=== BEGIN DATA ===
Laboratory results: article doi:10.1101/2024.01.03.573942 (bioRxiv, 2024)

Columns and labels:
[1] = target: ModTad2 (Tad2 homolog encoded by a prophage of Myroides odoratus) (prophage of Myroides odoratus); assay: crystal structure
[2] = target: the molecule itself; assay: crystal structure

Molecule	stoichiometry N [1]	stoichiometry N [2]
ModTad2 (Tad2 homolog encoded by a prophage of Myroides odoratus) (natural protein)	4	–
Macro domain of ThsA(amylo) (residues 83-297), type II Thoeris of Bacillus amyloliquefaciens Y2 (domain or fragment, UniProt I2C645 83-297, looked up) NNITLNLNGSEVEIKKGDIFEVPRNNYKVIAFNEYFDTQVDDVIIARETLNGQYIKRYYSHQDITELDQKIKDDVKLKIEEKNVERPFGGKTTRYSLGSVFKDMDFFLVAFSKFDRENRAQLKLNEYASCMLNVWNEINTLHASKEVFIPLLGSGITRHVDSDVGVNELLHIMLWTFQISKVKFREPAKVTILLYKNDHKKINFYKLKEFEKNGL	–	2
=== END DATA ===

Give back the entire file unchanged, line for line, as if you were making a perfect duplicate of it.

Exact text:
Laboratory results: article doi:10.1101/2024.01.03.573942 (bioRxiv, 2024)

Columns and labels:
[1] = target: ModTad2 (Tad2 homolog encoded by a prophage of Myroides odoratus) (prophage of Myroides odoratus); assay: crystal structure
[2] = target: the molecule itself; assay: crystal structure

Molecule	stoichiometry N [1]	stoichiometry N [2]
ModTad2 (Tad2 homolog encoded by a prophage of Myroides odoratus) (natural protein)	4	–
Macro domain of ThsA(amylo) (residues 83-297), type II Thoeris of Bacillus amyloliquefaciens Y2 (domain or fragment, UniProt I2C645 83-297, looked up) NNITLNLNGSEVEIKKGDIFEVPRNNYKVIAFNEYFDTQVDDVIIARETLNGQYIKRYYSHQDITELDQKIKDDVKLKIEEKNVERPFGGKTTRYSLGSVFKDMDFFLVAFSKFDRENRAQLKLNEYASCMLNVWNEINTLHASKEVFIPLLGSGITRHVDSDVGVNELLHIMLWTFQISKVKFREPAKVTILLYKNDHKKINFYKLKEFEKNGL	–	2